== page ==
"Los elefantes beben agua."
Translation:The elephants drink water.
More than can be typed out here! :)
You are correct that some animals have both masculine and feminine word counterparts, like with 'un/los gato(s)' or 'una/las gata(s)'. That said though, not all animal genders follow this pattern.
In your second example, 'el caballo' can refer to simply a horse that you don't know the gender of, or a male horse/stallion. 'La caballa', on the other hand is not a horse at all, but a type of fish (mackerel)! 'La yuega' would be the word you are looking for if you wanted to say a female horse/mare.
(Nitpicking now, but a filly is actually a young female horse, and would be 'la potranca') :) Included below is an excerpt from more in-depth explanation of the topic, with the link included at the end!
- Some animals have both a masc. & fem. form that look very similar (e.g. '
o/a' or '
- And some use the same word regardless of animal's gender, even though they may look similar to other gendered nouns. (e.g. '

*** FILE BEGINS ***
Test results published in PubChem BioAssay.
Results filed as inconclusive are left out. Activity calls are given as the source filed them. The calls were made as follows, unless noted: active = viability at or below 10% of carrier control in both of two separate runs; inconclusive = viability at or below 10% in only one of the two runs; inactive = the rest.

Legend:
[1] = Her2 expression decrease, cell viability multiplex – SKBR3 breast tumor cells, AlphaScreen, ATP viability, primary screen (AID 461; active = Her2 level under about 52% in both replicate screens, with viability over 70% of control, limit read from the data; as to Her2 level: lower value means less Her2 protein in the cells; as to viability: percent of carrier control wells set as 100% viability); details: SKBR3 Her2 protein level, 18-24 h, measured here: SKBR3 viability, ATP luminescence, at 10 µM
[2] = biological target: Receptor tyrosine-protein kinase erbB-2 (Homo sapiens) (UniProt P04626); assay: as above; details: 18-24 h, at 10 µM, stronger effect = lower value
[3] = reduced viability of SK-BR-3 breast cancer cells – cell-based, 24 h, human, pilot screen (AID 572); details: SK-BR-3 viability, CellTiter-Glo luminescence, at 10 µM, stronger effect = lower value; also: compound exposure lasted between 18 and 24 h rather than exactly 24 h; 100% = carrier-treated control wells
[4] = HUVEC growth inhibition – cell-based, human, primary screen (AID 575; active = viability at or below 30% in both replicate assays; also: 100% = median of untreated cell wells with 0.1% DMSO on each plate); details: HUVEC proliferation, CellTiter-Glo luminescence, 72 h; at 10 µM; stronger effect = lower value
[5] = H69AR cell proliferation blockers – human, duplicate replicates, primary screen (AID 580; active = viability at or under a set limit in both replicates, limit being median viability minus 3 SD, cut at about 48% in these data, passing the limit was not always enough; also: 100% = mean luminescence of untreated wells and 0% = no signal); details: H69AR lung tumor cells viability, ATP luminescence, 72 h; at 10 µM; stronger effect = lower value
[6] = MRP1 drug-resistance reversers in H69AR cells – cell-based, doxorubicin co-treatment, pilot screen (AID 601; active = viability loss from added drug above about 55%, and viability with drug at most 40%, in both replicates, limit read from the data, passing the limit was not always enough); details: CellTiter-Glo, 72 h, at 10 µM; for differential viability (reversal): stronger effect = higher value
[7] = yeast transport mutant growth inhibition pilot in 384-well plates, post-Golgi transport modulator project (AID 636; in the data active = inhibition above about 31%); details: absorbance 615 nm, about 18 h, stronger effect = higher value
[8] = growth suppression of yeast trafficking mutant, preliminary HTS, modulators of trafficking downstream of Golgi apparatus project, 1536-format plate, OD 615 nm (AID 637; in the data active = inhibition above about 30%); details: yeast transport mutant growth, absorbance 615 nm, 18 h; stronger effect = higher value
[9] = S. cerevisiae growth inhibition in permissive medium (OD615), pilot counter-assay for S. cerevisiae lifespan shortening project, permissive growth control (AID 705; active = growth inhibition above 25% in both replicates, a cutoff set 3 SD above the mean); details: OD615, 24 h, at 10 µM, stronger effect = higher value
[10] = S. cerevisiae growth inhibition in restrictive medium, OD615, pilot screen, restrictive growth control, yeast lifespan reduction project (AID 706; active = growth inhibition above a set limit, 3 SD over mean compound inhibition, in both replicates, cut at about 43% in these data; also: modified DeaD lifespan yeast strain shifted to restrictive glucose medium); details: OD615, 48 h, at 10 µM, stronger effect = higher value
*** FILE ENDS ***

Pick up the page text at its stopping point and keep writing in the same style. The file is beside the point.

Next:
a(f.)' or '
- Some may have different words for both genders (e.g. '
una vaca(f.)' or '
- And sometimes the word that looks like the word for the opposite gender means something totally different (e.g. '
un pato(m.; 'a duck')' & '
una pata(f.; 'a leg')')
When there is a vowel as the last letter of the noun, to get the plural, just add an "s" and keep the vowel the same. With a constanant as the last letter, add "es". Because elephante ends with the vowel "e", all you would do to get the plural is add an "s", making it elephantes.